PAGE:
• Exocrine pancreatic insufficiency (EPI) occurs when the pancreas doesn’t make enough enzymes.
  • Chronic pancreatitis is a risk factor for both EPI and pancreatic cancer.
  • Without the right treatment, EPI can cause malnutrition.

Exocrine pancreatic insufficiency (EPI) occurs when your pancreas doesn’t make enough enzymes. Enzymes are an essential part of digesting food. The pancreas — a small organ behind the stomach — is where most of the body’s enzymes are made and released when you eat.

There are different enzymes for each nutrient. Fats, proteins, and carbohydrates each have specific enzymes.

EPI prevents you from properly digesting your food. This can lead to malnutrition.

EPI can cause several digestive symptoms and pain. Some of these symptoms can be similar to other conditions.

Many different things can cause EPI. Sometimes people have EPI as a result of pancreatic cancer. EPI itself doesn’t lead to cancer.

The link between pancreatic cancer and EPI is chronic pancreatitis. Chronic pancreatitis involves ongoing inflammation in the pancreas that starts to cause damage. This damage can be a risk factor for developing EPI or pancreatic cancer.

Pancreatic cancer can cause EPI. In fact, the rate of people with pancreatic cancer who develop EPI is high. Surgery for pancreatic cancer often results in EPI.

EPI could also be caused by a tumor blocking the release of enzymes.

It’s important to diagnose EPI early. Malnutrition is common in pancreatic cancer. Pancreatic enzyme replacement therapy (PERT) plays an important role in improving nutritional status.

For a variety of reasons, EPI may be undertreated in people with pancreatic cancer. A 2018 analysis showed that people with pancreatic cancer on PERT lived longer compared to those who did not take PERT. This was true for any stage of pancreatic cancer.

The biggest risk of EPI is malnutrition. If you don’t have the right type and numbers of enzymes, you can’t get the nutrients from your food. Symptoms of EPI, including pain, can also reduce appetite, making your risk of malnutrition worse.

Pancreatic enzyme replacement therapy (PERT) can treat EPI. The goal of PERT is to allow you to eat as normal a diet as possible to get the nutrients you need.

Chronic pancreatitis increases the risk of other conditions, like heart disease, cancer, and diabetes. It’s important to monitor your health and let your healthcare professional know about any changes.

EPI can be a sign of pancreatic cancer. There are also other causes, so having EPI doesn’t mean you have pancreatic cancer.

Chronic pancreatitis is one of the main causes of EPI. Chronic pancreatitis is associated with a higher risk of cancer, especially pancreatic cancer.

In a large Danish study, 13.6 percent of people with chronic pancreatitis developed cancer, with pancreatic cancer being the most common type. This is compared to 7.9 percent of the control group.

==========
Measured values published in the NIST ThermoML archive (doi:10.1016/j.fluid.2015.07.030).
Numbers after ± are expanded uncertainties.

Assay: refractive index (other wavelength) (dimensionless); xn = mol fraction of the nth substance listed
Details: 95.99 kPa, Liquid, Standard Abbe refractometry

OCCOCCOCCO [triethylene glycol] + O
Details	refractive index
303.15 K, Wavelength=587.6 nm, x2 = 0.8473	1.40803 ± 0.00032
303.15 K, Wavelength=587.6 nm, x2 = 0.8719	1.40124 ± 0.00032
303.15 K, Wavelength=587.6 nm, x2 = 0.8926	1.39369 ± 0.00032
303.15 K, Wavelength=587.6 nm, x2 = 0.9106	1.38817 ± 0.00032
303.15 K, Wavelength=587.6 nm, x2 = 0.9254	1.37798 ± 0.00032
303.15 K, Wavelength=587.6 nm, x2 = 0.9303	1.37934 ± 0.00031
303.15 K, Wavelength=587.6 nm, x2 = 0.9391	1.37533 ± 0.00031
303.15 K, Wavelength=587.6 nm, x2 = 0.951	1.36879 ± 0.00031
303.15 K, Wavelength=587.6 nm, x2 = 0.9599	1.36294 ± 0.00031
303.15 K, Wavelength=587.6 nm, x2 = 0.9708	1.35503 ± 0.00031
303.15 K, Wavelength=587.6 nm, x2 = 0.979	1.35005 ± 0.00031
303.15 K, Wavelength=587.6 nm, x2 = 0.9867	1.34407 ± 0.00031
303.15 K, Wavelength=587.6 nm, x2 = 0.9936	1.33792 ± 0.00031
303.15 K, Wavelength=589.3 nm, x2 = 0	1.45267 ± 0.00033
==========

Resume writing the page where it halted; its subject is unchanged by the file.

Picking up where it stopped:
There have been multiple studies looking at the rates of EPI in pancreatic cancer.

A 2015 review included people with pancreatic cancer who were not surgically treated. It reported that 50 to 100 percent of them had EPI.

In people with pancreatic cancer, PERT improves nutritional status. People who received PERT lived longer compared to those who didn’t get PERT in a 2018 study.

The symptoms of EPI come from the lack of enzymes to digest your food.

Symptoms of EPI include:

  • nausea and vomiting
  • diarrhea
  • bloating
  • oily stool that floats and may be hard to flush
  • stool that’s a pale color
  • pain in the upper abdomen, especially after you eat

Diagnosing EPI can be tricky. Many of the digestive symptoms can be similar to other conditions.

Fat in the stool is more likely to occur in EPI than with other conditions. If you naturally eat less fat because of digestive trouble, you may not have fatty stools. If you notice any change in your digestion, it’s smart to talk with your doctor.

Malnutrition is common in EPI. When you can’t absorb nutrients from your food, some of these problems can also occur:

  • unexplained weight loss
  • fatigue
  • anemia, related to iron or B12 deficiency
  • osteopenia or osteoporosis, related to low vitamin D levels
  • problems with blood not clotting properly, related to low vitamin K status

EPI happens because of a lack of enzymes to break down food. EPI doesn’t cause cancer but is sometimes a sign of pancreatic cancer. Pancreatic cancer and EPI are more likely to occur in a person with chronic pancreatitis.

The symptoms of EPI can be similar to other digestive conditions. Treatment for EPI involves pancreatic enzyme supplements.

It’s important to talk with your doctor if you notice any changes in your digestive health.